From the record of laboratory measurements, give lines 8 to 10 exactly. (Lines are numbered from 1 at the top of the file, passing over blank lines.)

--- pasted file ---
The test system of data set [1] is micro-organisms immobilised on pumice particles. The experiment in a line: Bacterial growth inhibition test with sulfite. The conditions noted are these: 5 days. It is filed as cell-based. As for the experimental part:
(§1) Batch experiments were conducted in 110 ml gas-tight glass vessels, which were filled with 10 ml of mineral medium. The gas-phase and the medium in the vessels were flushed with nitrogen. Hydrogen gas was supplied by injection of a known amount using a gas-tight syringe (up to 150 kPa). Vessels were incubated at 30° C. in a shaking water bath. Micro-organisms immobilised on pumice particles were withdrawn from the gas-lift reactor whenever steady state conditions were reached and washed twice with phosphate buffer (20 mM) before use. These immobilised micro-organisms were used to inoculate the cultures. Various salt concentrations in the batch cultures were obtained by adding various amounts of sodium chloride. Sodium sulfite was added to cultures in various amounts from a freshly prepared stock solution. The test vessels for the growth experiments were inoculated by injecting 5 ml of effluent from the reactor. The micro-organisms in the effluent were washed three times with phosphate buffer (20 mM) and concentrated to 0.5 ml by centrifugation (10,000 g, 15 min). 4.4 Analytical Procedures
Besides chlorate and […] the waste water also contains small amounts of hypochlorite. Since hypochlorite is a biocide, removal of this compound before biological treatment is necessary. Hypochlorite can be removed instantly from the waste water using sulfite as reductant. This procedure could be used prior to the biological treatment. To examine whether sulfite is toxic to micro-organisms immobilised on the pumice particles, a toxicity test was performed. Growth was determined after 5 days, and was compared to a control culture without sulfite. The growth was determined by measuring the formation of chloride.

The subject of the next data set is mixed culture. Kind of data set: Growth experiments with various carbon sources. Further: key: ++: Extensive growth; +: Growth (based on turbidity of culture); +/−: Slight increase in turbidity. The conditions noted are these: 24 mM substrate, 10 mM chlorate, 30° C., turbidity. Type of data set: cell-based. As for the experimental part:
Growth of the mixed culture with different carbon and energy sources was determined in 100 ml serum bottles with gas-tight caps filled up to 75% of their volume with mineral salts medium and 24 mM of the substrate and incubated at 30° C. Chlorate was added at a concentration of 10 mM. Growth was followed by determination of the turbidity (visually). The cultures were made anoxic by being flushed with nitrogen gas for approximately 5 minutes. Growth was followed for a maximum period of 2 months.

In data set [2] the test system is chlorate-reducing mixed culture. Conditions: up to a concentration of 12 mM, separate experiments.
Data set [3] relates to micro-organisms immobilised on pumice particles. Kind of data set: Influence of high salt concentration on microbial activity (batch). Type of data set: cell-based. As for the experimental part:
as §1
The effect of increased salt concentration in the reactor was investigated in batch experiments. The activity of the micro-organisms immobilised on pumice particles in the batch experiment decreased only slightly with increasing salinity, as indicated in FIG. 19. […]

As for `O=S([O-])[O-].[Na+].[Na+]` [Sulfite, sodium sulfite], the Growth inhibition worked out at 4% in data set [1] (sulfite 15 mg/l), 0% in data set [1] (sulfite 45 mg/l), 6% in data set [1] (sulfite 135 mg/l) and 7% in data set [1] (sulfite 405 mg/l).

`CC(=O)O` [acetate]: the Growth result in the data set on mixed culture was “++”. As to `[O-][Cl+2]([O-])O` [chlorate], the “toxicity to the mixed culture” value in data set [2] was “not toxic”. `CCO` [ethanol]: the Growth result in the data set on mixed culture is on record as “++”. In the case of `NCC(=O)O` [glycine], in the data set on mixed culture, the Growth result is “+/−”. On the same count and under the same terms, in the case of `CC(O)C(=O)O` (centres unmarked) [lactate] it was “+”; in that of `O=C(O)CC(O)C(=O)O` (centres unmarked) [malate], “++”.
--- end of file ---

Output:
as §1
The effect of increased salt concentration in the reactor was investigated in batch experiments. The activity of the micro-organisms immobilised on pumice particles in the batch experiment decreased only slightly with increasing salinity, as indicated in FIG. 19. […]

As for `O=S([O-])[O-].[Na+].[Na+]` [Sulfite, sodium sulfite], the Growth inhibition worked out at 4% in data set [1] (sulfite 15 mg/l), 0% in data set [1] (sulfite 45 mg/l), 6% in data set [1] (sulfite 135 mg/l) and 7% in data set [1] (sulfite 405 mg/l).